When last we suggested back in summer that raising the fuel tax was a good idea, the average national price of regular gasoline stood near $3.60 a gallon. On Tuesday, the price was $2.11, a drop of 40 percent. The price has fallen for a record 110 days consecutively.
There will never be a better time for Congress to save the Highway Trust Fund.
No one wants to spoil the party just when consumers are finally getting a break on fuel prices, but an increase need not be painful if done right and done now. Republicans and Democrats should be able to agree on this, and there is no feasible alternative for the urgent need to fix America’s crumbling infrastructure.
Fuel buyers have been hit hard in recent years. Price spikes have topped $5 per gallon in some states, and up to $4 in parts of Florida. That’s hard on drivers who have to count their pennies and live in places with inadequate mass transit — like South Florida.
But the drop in prices, which is expected to last for some time, means the average American household could save at least $550 on gasoline this year compared to what it spent in 2014 — when they saved a cumulative $14 billion because of falling prices in the latter half of the year. Raising the tax by 12 cents a gallon over the next two years, a level sufficient for current needs, still leaves substantial savings.
The increase is way overdue. The last time the fuel tax was raised, by 4.3 cents per gallon, was 1993. When it was redirected to fund the federal Highway Trust Fund in 1997, the 18.4-cent tax was 16 percent of the pump price. That would translate to 34 cents per gallon at the current price.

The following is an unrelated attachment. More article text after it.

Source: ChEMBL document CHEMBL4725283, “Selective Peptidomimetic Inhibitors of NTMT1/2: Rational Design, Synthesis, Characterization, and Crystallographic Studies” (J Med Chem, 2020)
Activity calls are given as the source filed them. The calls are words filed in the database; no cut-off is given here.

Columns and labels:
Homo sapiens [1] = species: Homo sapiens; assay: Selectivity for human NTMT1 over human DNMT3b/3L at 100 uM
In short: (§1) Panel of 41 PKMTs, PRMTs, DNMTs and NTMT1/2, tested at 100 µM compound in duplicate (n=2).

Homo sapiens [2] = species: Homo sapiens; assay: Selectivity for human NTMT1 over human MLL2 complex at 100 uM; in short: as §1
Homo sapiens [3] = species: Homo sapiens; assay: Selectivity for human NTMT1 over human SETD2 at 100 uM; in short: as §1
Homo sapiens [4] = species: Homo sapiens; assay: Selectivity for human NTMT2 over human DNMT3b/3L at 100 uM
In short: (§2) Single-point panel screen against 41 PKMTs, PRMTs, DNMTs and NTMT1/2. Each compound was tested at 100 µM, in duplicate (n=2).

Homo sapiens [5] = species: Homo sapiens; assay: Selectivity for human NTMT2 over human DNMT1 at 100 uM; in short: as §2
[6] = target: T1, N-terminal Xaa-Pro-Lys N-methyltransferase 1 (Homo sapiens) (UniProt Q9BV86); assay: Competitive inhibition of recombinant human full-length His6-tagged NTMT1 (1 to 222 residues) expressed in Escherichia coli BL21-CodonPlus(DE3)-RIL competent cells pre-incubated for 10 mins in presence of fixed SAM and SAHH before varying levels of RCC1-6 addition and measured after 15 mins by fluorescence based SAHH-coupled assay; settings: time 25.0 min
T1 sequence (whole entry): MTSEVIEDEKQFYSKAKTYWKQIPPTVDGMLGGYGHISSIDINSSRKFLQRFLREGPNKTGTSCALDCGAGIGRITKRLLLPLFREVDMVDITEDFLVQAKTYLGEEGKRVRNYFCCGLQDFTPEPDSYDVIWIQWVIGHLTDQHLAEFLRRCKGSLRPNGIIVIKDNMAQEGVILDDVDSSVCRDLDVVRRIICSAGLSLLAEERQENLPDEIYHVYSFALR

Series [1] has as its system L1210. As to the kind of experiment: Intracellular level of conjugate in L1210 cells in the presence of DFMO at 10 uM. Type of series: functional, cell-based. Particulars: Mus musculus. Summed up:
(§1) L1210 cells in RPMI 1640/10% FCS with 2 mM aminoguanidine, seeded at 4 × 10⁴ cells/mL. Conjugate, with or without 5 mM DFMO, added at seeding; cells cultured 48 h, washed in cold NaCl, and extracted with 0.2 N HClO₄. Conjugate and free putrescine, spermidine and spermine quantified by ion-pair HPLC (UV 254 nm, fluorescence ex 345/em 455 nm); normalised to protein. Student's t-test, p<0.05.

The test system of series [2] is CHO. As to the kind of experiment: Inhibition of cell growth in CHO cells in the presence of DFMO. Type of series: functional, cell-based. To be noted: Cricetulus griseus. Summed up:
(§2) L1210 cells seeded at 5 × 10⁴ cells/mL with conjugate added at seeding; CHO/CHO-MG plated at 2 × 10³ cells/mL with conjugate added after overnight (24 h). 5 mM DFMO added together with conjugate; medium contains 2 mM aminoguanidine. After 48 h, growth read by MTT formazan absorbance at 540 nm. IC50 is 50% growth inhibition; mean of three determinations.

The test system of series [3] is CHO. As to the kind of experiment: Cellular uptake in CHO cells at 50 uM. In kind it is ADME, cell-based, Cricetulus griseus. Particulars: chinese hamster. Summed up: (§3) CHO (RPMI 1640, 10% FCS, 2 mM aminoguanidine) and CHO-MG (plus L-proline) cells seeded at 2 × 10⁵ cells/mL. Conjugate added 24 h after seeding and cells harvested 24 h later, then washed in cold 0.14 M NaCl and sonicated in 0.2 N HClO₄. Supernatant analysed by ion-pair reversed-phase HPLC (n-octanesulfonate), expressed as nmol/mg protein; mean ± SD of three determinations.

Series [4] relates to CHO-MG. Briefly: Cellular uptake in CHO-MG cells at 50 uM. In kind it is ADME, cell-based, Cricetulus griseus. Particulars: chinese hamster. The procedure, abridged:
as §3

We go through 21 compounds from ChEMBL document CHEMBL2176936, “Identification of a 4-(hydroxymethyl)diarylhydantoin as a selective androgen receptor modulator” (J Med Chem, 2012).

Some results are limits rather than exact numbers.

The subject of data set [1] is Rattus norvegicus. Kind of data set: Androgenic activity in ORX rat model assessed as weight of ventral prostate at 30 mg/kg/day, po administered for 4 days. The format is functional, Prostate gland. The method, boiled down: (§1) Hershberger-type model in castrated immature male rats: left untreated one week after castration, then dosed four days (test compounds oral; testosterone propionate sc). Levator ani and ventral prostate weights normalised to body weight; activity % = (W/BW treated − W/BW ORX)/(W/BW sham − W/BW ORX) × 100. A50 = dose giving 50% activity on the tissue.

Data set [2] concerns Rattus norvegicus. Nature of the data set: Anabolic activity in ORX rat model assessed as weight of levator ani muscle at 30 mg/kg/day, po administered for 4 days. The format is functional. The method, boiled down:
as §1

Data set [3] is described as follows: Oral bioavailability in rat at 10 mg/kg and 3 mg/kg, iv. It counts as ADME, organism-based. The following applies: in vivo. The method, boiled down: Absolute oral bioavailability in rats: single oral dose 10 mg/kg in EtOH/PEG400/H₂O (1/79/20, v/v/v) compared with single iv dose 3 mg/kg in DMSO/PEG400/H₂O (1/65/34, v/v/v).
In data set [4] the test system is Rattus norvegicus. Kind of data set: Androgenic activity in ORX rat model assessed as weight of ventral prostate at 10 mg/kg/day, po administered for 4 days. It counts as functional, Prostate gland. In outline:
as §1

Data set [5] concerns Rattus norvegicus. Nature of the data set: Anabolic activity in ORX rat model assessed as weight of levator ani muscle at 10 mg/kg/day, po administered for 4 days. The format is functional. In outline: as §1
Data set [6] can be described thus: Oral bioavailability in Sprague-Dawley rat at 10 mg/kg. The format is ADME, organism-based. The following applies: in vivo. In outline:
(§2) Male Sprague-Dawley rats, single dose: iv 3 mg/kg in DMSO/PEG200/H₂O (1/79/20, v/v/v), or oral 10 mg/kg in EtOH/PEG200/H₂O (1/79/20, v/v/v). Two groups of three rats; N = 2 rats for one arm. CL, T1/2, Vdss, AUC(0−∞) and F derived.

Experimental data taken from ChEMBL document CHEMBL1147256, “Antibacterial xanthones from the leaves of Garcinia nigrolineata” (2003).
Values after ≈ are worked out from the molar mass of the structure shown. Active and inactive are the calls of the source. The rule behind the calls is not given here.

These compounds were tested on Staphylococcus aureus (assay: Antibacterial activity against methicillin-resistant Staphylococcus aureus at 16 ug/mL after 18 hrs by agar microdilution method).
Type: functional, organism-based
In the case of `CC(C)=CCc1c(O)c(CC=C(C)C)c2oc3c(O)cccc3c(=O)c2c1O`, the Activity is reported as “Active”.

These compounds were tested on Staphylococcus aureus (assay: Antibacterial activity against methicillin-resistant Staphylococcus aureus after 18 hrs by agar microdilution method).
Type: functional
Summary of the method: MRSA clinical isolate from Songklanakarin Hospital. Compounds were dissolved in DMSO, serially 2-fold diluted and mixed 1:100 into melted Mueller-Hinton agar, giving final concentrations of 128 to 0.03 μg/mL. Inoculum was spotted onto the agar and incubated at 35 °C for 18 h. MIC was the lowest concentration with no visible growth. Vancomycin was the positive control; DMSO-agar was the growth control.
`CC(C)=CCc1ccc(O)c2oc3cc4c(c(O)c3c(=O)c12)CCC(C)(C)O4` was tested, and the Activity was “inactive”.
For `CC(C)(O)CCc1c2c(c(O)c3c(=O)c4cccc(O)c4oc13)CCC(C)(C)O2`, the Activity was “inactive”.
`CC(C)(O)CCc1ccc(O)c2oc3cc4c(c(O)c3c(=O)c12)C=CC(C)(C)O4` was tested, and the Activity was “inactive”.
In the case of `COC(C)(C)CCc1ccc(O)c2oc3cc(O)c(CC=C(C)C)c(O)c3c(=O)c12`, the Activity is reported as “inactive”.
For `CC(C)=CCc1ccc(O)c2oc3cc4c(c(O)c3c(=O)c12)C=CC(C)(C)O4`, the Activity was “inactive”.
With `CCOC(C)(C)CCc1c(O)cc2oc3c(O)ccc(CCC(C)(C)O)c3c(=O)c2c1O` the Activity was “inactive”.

“If something like this is going to be done, now is the time to do it,” says Sen. Bob Corker, R-Tenn., who, along with Sen. Chris Murphy, D-Conn., is co-sponsoring the bill to raise the tax by 12 cents. Republicans have fostered an anti-tax environment in Washington, but some are saying they could support this hike as a “user fee” to ensure each driver pays his or her fair share.
And here’s the best part for the American public: The fuel tax would revive the Highway Trust Fund, which was near insolvency until Congress found temporary revenue last year to cover the shortfall.
After May, though, the tank hits empty. The fund faces a $160-billion deficit over the next 10 years, and the gas tax is the best way to provide a long-term, sustainable federal funding solution.
Anyone who doubts the urgent need to act should read the most recent “Report Card for America’s Infrastructure” of the American Society of Civil Engineers.
One in nine bridges are structurally deficient, the report found; engineers identified $76 billion in needs for weak bridges across the country. Roadways fared even worse. The ASCE gave America’s roads a grade of D for congestion and poor conditions, citing a government study that said $170 billion in annual investment is necessary to improve conditions and performance significantly. The group says 42 percent of major urban highways remain congested, forecasting deteriorating conditions and worsening times for drivers.
The depletion of the Highway Trust Fund is a no-win situation. Fixing it should be a no-brainer. The bipartisan nature of the Corker-Murphy bill makes the fuel tax a perfect task for a Congress whose leaders say they want to break the gridlock on Capitol Hill and make government work. This is their chance to prove they mean what they say.